Tax news for financial institutions


Tax news for financial institutions

January 2022

Summary of key tax developments for financial institutions in Poland.

Inflation (CPI) in Poland rose to 8.6% in December 2021 (compared to December 2020). This is the highest inflation rate since December 2000 and it has been driven by the prices of electricity, gas (and other fuels), water, food and non-alcoholic beverages, as well as housing and utilities.

The National Bank of Poland has raised its main interest rate to 2.25%. Furthermore, to fight inflation, the Polish government has proposed a package of subsidies and tax cuts called anti-inflationary shields, including:

  • VAT reduction (from 23% to 8%) on gas to be applicable between January and July 2022,
  • VAT reduction (from 23% to 5%) on electricity to be applicable between January and July 2022,
  • excise duty reduction on fuel and electricity applicable until May 2022,
  • excise duty exemption for electricity paid by households applicable between January and May 2022,
  • retail tax exemption for fuel sold between January and May 2022,
  • VAT reduction on heating applicable between February and July 2022,
  • VAT reduction to 0% on most food products and fertilizers applicable between February and July 2022.

The key changes in taxation of individuals, which came into force on January 1, 2022 (as part of the Polish Deal), include:

  • increasing the tax-free amount (from PLN 8,000 to PLN 30,000 p.a.),
  • raising the threshold of the higher (32%) PIT rate (standard PIT rate is 17%) from PLN 85,528 to PLN 120,000 p.a.,
  • cancelling tax deductibility of health insurance premiums,
  • introducing a new tax relief (the so-called middle-class relief) for certain taxpayers (whose revenues generally do not exceed PLN 133,692 per annum) to offset the negative impact of the three above-mentioned changes.

Although the amendments were supposed to be beneficial for a great majority of Poles, considering the mechanism of determining advance payments (withheld by the employer under the pay as you earn system), some taxpayers now pay higher taxes than last year.

To address this issue (which seems to be only a timing-related problem linked with tax advance payment), on January 8, 2022, the Minister of Finance issued a special regulation. Although it formally concerns postponing the deadlines set for tax remitters (employers), in fact it changes the way PIT advance payments are calculated. According to the regulation, tax remitters are obliged to:

  • calculate the hypothetical amount of tax that would be due if the remuneration paid in 2022 was subject to the taxes applicable in 2021,
  • compare the amount of the hypothetical tax and the tax that is due under the 2022 rules,
  • withhold the tax according to the rules that result in lower taxation (2021 or 2022). If the tax has already been withdrawn in a higher amount, the excess should be refunded to the taxpayer.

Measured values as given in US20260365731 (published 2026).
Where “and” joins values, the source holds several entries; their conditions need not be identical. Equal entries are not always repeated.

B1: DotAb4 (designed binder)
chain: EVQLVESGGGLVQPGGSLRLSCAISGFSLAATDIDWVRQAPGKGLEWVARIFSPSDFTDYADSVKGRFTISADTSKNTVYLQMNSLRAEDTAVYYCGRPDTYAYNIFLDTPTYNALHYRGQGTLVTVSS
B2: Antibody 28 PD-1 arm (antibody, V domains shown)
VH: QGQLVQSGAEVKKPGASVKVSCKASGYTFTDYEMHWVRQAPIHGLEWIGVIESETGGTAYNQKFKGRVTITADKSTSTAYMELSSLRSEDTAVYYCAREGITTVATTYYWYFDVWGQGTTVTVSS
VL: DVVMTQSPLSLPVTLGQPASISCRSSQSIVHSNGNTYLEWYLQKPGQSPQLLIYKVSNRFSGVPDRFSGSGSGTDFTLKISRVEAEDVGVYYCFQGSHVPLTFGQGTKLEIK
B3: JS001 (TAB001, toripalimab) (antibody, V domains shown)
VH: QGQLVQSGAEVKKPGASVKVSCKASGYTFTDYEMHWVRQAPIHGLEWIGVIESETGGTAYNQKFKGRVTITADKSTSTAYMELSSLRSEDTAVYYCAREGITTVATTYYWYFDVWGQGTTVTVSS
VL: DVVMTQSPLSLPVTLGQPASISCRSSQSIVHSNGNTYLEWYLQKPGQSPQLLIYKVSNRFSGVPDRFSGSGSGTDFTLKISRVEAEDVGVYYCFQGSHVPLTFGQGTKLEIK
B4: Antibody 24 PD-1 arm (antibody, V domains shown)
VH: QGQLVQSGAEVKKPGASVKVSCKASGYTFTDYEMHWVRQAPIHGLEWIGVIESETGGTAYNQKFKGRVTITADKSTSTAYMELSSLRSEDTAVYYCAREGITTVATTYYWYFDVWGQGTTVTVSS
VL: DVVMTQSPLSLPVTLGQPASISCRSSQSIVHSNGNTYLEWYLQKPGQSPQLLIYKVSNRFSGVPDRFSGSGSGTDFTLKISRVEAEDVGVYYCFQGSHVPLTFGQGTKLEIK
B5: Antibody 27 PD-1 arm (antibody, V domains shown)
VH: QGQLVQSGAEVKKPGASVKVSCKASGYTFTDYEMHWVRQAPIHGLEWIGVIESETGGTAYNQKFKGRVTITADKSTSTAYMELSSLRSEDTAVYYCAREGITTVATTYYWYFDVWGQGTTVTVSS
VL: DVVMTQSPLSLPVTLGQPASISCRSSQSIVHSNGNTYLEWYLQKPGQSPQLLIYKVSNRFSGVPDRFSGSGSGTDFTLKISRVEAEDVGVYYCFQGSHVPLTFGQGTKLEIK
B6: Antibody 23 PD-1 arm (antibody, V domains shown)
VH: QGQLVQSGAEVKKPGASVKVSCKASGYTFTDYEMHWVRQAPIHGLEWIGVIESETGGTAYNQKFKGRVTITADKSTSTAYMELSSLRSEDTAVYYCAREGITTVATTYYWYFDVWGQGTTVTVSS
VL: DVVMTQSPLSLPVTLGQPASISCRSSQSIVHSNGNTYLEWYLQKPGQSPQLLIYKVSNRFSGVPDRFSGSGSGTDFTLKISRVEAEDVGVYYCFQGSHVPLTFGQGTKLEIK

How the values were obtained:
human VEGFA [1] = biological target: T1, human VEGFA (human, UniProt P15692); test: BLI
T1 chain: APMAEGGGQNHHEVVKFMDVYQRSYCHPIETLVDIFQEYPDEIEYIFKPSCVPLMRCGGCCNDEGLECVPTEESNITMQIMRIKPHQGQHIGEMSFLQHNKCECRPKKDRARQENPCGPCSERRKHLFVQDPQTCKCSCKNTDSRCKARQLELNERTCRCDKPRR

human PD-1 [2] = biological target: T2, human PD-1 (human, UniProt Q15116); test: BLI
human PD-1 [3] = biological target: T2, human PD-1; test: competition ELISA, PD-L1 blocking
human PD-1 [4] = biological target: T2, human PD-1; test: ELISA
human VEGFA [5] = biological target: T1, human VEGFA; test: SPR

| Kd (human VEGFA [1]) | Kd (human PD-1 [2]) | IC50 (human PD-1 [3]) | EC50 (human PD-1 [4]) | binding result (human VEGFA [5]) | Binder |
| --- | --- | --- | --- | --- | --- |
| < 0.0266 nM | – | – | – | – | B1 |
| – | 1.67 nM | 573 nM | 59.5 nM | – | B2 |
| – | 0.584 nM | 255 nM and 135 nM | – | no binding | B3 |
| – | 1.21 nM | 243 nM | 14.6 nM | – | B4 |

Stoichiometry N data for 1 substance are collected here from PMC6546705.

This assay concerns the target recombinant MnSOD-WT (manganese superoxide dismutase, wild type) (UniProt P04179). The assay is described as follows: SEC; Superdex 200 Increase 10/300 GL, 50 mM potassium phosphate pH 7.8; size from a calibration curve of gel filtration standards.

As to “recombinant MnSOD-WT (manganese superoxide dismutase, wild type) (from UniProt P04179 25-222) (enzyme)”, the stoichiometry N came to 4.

The regulation has triggered controversy: some experts raise doubts as to whether the Polish Minister of Finance is authorised to issue a regulation of this kind (on the argument that such changes should be introduced in the form of a law, not a regulation). What is more, there are also practical problems with implementing the changes into HR / payroll IT systems.

Mid-2020 Poland implemented the Horizontal Tax Monitoring program which is based on the OECD 2013 Co-operative Compliance (preceded by the so-called enhanced relationship).

The idea behind the program is to put taxpayers and tax authorities (revenue bodies) on an equal footing and establish a relationship of trust and co-operation with large business taxpayers. It is expected that taxpayers, encouraged by the benefits offered, would agree to go beyond their statutory obligations. The main benefits for taxpayers are: lower compliance costs, reduced uncertainties over tax positions and overall, more effectible tax risk management.

For the program to be successful, the issues to be followed by tax authorities are: commercial awareness, proportionality, openness (disclosure and transparency), responsiveness, and impartiality.

The Polish Horizontal Monitoring Program is based on three main pillars:

  1. cooperation agreement (a framework of cooperation) - concluded between the taxpayer and tax authorities,
  2. tax arrangements – addressing specific tax issues or controversies that may arise in the course of the cooperation (advance tax rulings, advance pricing arrangements, but they may be useful also in other, non-formalized matters),
  3. tax audits – initial (before entering into the cooperation agreement) and subsequent, monitoring audits (during the cooperation).

Not every taxpayer can join the program. Only those whose taxable revenues exceed EUR 50,000,000, with proper tax governance framework and tax risk management systems in place (as confirmed by the initial audit) will be accepted as partners by the Polish authorities.

No cooperation agreement has been concluded so far. However, the Polish Ministry of Finance has reported that certain large taxpayers (including multinationals and large Polish businesses) are finalizing the accession stage.

Taking into account the increased number of tax compliance obligations, enhanced cooperation between taxpayers and tax authorities has great potential.

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Deloitte Poland Tax News

for Financial Institutions

January 2022

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